There’s a finite number of public IPv4 addresses and the IPv6 address space was specified to solve this problem some 20 years ago, long before Kubernetes was conceived of. But because it was originally developed inside Google and it’s only relatively recently that cloud services like Google and AWS have started to support IPv6 at all, Kubernetes started out with only IPv4 support.
As of 2017, three were only 38 million new IPv4 addresses available to be allocated by registrars worldwide (none of those are in the US, so anyone needing more IPv4 addresses has to find someone willing to sell ones they’re not using).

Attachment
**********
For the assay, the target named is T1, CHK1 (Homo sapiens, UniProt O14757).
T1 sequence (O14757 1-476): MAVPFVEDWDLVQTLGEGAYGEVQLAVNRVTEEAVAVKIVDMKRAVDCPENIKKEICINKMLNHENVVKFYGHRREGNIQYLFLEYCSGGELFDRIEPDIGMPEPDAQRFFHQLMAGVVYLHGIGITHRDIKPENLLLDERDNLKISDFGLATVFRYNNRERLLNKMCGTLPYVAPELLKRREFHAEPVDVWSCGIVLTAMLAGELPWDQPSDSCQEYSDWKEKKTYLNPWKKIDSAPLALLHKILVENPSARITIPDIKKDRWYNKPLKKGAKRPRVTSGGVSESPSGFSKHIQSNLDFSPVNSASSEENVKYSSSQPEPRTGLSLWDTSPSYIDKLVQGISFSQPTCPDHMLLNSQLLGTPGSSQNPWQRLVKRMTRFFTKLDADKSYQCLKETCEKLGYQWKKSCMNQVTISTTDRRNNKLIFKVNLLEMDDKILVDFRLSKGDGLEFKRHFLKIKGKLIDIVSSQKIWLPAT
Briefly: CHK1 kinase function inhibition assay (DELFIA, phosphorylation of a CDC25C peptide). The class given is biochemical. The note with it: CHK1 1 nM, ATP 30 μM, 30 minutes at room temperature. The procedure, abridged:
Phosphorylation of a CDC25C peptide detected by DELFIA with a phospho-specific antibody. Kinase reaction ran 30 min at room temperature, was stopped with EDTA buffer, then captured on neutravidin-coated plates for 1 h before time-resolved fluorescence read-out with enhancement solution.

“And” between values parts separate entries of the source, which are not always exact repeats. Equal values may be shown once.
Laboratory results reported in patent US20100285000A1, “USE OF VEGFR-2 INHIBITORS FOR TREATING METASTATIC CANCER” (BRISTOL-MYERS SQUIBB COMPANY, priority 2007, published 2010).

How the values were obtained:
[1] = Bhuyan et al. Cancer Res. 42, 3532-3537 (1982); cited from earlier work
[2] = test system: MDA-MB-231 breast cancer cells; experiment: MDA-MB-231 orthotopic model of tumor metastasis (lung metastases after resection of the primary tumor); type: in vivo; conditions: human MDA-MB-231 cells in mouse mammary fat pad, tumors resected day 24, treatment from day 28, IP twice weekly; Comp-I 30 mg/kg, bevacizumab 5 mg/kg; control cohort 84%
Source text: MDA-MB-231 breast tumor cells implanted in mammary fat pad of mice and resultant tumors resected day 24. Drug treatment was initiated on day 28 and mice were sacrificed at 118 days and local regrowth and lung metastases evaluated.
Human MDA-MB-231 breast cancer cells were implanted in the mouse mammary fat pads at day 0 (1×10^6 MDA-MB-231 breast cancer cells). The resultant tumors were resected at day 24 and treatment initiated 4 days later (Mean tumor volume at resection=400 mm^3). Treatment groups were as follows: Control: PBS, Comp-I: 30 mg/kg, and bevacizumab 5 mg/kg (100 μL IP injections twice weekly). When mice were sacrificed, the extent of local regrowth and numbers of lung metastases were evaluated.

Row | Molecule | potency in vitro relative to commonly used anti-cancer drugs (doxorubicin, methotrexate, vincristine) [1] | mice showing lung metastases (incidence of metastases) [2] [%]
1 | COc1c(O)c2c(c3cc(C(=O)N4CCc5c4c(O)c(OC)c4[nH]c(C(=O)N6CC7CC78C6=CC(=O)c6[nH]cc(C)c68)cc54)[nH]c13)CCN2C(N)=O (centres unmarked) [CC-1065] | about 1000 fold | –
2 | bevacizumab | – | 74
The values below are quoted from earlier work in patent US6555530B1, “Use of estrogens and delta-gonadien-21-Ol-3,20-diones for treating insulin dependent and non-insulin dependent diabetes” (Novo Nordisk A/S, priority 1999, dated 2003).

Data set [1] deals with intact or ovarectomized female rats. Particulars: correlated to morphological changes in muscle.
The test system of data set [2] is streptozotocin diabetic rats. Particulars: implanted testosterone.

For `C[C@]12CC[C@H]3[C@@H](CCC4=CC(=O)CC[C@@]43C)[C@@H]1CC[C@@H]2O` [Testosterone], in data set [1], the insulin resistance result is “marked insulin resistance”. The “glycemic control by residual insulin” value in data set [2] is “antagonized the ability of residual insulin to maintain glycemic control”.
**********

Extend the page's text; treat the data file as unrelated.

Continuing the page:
That means even enterprises who are slower to move off IPv4 because they can deal with the address shortage using technologies like NAT can will run into problems, Tim Hockin, principal software engineer at Google Cloud told the New Stack. “Kubernetes makes very liberal use of IP addresses (one IP per Pod), which simplifies the system and makes it easier to use and comprehend. For very large installations this can be difficult with IPv4.
Read more at The New Stack